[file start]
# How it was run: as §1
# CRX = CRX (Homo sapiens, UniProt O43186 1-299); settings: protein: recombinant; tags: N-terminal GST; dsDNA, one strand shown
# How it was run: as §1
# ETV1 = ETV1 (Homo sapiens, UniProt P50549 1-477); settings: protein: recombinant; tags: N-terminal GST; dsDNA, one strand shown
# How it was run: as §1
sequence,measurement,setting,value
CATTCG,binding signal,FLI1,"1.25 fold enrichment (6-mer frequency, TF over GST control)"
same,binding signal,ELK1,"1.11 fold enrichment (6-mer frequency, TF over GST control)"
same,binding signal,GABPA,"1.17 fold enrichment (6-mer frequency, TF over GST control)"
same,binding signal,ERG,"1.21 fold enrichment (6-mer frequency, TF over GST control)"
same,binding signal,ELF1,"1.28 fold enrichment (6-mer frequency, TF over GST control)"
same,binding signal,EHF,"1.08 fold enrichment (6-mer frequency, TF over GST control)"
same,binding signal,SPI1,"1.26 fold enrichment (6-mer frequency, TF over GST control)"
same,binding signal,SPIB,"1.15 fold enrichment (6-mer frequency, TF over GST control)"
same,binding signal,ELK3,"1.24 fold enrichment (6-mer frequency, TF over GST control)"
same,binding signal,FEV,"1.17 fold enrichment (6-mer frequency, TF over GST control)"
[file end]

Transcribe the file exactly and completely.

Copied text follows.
# How it was run: as §1
# CRX = CRX (Homo sapiens, UniProt O43186 1-299); settings: protein: recombinant; tags: N-terminal GST; dsDNA, one strand shown
# How it was run: as §1
# ETV1 = ETV1 (Homo sapiens, UniProt P50549 1-477); settings: protein: recombinant; tags: N-terminal GST; dsDNA, one strand shown
# How it was run: as §1
sequence,measurement,setting,value
CATTCG,binding signal,FLI1,"1.25 fold enrichment (6-mer frequency, TF over GST control)"
same,binding signal,ELK1,"1.11 fold enrichment (6-mer frequency, TF over GST control)"
same,binding signal,GABPA,"1.17 fold enrichment (6-mer frequency, TF over GST control)"
same,binding signal,ERG,"1.21 fold enrichment (6-mer frequency, TF over GST control)"
same,binding signal,ELF1,"1.28 fold enrichment (6-mer frequency, TF over GST control)"
same,binding signal,EHF,"1.08 fold enrichment (6-mer frequency, TF over GST control)"
same,binding signal,SPI1,"1.26 fold enrichment (6-mer frequency, TF over GST control)"
same,binding signal,SPIB,"1.15 fold enrichment (6-mer frequency, TF over GST control)"
same,binding signal,ELK3,"1.24 fold enrichment (6-mer frequency, TF over GST control)"
same,binding signal,FEV,"1.17 fold enrichment (6-mer frequency, TF over GST control)"